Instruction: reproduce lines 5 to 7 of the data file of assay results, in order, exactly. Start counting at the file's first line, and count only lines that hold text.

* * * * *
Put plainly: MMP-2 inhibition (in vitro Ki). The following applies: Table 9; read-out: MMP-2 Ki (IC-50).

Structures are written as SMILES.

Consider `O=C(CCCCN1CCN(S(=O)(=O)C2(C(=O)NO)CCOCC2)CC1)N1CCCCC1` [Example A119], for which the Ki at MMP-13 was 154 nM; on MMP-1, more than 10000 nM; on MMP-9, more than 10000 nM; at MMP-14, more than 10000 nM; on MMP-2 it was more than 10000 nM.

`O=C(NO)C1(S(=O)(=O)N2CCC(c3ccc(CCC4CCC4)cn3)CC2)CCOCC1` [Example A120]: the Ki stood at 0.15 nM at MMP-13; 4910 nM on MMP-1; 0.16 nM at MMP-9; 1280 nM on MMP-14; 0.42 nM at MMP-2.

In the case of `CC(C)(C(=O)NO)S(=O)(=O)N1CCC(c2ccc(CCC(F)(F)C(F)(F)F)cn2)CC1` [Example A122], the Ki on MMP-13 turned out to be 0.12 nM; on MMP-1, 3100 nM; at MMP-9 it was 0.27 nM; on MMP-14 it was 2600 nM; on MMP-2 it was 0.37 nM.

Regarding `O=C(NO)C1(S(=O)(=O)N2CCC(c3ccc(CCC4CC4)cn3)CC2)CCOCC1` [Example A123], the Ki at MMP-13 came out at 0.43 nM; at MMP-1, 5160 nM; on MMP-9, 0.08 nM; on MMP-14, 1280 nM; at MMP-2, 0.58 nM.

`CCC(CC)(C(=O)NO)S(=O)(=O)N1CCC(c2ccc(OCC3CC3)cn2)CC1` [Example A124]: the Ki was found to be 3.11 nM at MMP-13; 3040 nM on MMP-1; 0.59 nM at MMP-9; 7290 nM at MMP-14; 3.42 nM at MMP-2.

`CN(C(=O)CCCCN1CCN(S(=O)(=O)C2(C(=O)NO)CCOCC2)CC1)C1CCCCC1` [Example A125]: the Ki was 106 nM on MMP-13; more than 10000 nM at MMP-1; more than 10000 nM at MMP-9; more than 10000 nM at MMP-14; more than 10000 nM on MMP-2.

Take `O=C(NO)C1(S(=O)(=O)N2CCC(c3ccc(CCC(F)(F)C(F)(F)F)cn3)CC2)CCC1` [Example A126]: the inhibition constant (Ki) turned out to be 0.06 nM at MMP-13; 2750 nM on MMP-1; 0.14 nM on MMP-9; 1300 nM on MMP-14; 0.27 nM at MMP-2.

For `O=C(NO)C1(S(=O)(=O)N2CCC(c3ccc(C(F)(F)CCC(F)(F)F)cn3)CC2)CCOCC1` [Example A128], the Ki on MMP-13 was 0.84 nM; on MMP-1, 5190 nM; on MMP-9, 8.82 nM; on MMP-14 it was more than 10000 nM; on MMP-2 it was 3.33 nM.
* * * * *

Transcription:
In the case of `CC(C)(C(=O)NO)S(=O)(=O)N1CCC(c2ccc(CCC(F)(F)C(F)(F)F)cn2)CC1` [Example A122], the Ki on MMP-13 turned out to be 0.12 nM; on MMP-1, 3100 nM; at MMP-9 it was 0.27 nM; on MMP-14 it was 2600 nM; on MMP-2 it was 0.37 nM.

Regarding `O=C(NO)C1(S(=O)(=O)N2CCC(c3ccc(CCC4CC4)cn3)CC2)CCOCC1` [Example A123], the Ki at MMP-13 came out at 0.43 nM; at MMP-1, 5160 nM; on MMP-9, 0.08 nM; on MMP-14, 1280 nM; at MMP-2, 0.58 nM.

`CCC(CC)(C(=O)NO)S(=O)(=O)N1CCC(c2ccc(OCC3CC3)cn2)CC1` [Example A124]: the Ki was found to be 3.11 nM at MMP-13; 3040 nM on MMP-1; 0.59 nM at MMP-9; 7290 nM at MMP-14; 3.42 nM at MMP-2.